Trout Unlimited is also happy about passage of the North Fork Watershed Protection Act . . .
The Flathead Valley Chapter of Trout Unlimited has long been committed to protecting the Flathead River system, one of the last best strongholds for native bull trout and westslope cutthroat trout. The recent bipartisan support and passage of the North Fork Watershed Protection Act is a major step in the right direction. Hats off to Sens. Jon Tester and John Walsh and to Rep. Steve Daines for working together to protect the North Fork of the Flathead from future mineral and energy development.
Given recent developments with coal mining in the Elk River drainage in British Columbia, and the continued low bull trout population numbers, as evidenced by annual counts of spawning beds, or “redds” in North Fork tributaries, the passage of this act is both timely and necessary.
Read more . . .
Glacier Park is showing good success in recovering a depleted bull trout population . . .
Glacier National Park, historically one of the last best strongholds for native bull trout, has seen its wild populations decimated by the explosion of invasive lake trout, reducing Montana’s aquatic darling to an imperiled icon and pushing the species toward the brink of extinction.
But biologists with Glacier Park and the U.S. Geological Survey have pioneered a new effort to suppress lake trout in remote backcountry lakes and reintroduce dwindling bull trout populations, with recent results showing strong evidence of success, and indicating that the efforts could be applied to other invaded habitats and broader ranges.
“New results are promising. The park is kind of spearheading these innovative and proactive ways to save bull trout,” Clint Muhlfeld, an aquatic biologist with the U.S. Geological Survey (USGS), said. “It’s been so rewarding to have our science apply to on-the-ground management and leading conservation efforts in Glacier.”
Read more . . .
Glacier Park announced yesterday a number of fish conservation projects in the North Fork. These include a fish passage barrier to be constructed to protect Akokala Lake and lake trout suppression work at Quartz and Logging Lakes.
Here are the relevant press releases:
Fish Passage Barrier to be Constructed
Bull Trout Conservation Project Approved
Montana Fish, Wildlife and Parks is doing restoration work along the south fork of Coal Creek . . .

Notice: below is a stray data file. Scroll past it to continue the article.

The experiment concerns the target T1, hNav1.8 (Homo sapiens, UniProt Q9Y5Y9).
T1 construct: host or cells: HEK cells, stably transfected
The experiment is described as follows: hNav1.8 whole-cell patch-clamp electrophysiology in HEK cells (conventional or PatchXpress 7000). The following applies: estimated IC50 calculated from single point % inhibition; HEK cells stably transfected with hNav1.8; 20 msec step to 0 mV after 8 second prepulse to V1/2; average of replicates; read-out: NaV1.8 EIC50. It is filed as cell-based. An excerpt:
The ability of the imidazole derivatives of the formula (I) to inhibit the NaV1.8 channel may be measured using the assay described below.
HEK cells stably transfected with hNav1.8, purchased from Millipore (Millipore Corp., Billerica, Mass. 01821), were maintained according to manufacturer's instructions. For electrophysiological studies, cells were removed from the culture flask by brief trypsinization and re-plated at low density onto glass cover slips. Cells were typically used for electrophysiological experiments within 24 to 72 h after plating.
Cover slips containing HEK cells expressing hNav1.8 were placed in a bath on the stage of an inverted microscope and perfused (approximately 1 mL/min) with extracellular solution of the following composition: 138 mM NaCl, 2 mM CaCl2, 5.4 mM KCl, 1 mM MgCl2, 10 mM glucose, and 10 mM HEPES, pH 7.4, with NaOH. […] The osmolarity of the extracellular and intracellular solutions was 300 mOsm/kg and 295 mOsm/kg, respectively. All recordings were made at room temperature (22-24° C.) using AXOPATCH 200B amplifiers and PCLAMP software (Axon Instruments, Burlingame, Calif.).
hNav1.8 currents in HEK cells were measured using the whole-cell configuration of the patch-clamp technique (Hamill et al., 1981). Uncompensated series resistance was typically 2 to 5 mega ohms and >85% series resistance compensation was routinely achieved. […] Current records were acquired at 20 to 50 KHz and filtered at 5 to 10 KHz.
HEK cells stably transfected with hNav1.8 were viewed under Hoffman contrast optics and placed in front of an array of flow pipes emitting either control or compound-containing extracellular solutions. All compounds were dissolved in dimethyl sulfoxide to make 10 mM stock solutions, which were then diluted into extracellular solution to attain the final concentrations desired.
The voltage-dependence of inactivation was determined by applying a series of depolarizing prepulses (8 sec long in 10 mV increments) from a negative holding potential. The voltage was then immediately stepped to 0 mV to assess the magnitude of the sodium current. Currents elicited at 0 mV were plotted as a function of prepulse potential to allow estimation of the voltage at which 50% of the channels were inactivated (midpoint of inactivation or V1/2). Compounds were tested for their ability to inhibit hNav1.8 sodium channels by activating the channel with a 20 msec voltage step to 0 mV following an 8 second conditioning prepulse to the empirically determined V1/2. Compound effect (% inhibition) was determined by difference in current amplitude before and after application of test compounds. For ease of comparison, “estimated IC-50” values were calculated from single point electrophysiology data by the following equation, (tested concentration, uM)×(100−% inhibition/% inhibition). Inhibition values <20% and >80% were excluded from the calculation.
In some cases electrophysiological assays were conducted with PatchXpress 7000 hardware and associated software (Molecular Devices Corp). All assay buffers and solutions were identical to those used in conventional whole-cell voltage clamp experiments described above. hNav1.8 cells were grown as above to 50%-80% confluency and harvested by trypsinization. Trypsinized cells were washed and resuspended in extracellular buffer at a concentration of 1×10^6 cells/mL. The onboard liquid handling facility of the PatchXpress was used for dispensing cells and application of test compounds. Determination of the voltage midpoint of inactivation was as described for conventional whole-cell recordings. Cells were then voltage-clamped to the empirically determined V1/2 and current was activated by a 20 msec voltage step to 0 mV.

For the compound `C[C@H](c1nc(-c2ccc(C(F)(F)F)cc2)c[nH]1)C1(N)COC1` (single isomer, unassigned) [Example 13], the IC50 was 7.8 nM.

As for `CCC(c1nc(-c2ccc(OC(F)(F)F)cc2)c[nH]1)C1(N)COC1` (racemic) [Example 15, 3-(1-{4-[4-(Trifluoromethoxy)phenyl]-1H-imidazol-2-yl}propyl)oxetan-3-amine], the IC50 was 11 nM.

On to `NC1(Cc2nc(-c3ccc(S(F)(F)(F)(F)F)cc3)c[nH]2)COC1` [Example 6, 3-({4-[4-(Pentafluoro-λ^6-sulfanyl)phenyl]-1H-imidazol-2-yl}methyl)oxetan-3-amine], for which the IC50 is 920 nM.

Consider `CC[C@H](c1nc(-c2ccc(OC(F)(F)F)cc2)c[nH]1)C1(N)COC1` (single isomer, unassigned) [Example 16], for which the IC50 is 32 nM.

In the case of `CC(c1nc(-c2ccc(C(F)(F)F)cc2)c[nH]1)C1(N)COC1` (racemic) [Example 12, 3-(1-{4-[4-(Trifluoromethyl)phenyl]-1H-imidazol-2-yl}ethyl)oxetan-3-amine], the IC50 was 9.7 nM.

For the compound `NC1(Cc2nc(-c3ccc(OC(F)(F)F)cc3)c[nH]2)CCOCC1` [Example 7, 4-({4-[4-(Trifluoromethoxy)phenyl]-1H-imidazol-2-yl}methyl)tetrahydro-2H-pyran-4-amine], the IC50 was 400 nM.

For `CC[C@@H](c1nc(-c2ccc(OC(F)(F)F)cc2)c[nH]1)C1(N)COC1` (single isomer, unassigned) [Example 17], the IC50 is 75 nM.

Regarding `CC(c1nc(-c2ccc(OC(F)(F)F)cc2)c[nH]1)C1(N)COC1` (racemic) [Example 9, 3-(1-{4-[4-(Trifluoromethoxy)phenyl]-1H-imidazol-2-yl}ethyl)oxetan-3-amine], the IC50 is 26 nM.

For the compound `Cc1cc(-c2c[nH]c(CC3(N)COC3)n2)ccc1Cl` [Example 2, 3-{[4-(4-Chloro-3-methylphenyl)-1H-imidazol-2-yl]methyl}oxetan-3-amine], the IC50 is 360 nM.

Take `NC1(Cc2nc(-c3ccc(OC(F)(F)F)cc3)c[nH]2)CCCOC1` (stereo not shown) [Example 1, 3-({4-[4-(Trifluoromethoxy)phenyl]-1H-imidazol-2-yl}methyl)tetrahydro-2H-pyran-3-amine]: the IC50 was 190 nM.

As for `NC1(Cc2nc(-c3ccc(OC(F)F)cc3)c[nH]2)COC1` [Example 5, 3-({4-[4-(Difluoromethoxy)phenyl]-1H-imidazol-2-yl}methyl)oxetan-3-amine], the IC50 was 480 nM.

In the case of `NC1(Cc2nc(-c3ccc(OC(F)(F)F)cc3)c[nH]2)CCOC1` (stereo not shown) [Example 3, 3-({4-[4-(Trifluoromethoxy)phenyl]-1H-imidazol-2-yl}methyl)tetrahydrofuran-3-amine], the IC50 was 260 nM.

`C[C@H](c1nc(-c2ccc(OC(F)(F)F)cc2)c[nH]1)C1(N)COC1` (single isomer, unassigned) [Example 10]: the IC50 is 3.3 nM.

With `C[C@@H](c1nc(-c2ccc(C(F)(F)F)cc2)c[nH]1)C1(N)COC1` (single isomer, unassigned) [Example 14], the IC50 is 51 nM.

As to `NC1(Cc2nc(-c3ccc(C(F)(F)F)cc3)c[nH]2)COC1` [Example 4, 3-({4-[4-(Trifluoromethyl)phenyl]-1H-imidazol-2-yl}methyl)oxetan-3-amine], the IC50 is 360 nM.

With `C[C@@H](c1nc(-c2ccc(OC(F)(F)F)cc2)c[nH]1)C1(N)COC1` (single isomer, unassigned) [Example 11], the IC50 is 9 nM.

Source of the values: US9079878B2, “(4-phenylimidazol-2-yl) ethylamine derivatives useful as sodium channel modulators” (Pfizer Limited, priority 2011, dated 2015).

A fish habitat enhancement project is underway in the South Fork Coal Creek drainage, a tributary to the North Fork Flathead River that was degraded by historical land management practices, according to Montana Fish, Wildlife and Parks.
More than two dozen large woody structures are being incorporated into the stream channel to create spawning and rearing habitat for bull trout and westslope cutthroat trout.
Read more . . .
Glacier National Park wants to continue work on removing non-native lake trout from its waterways. Comments on the proposal are due by January 24 . . .
Glacier National Park is home to approximately one-third of the nation’s bull trout population that lives in natural, undammed lake systems.
That gives the park a critical role in regional bull trout recovery and long-term conservation, according to Glacier management assistant Denise Germann.
To that end, proposals to continue lake trout suppression on Quartz Lake and start lake trout removal on Logging Lake are now available for public review and comment.
Comments on the environmental assessment are due Jan. 22.
Read more . . .
For more information on the Glacier Park lake trout suppression project, including online comments, see: http://www.parkplanning.nps.gov/LoggingQuartz
Bull trout numbers are down due to competition from non-native lake trout in Flathead Lake. There’s some head-butting over the best fix for the problem . . .
Two biologists from two different government agencies agree on one thing — bull trout numbers in the Flathead appear to be stable. But they differ on the future of the native fish.
Montana Fish, Wildlife and Parks biologist Tom Weaver says bull trout redd counts show a stable population over the past 10 years, and some spawning streams in the North Fork, particularly Coal Creek, saw a surge in numbers this year.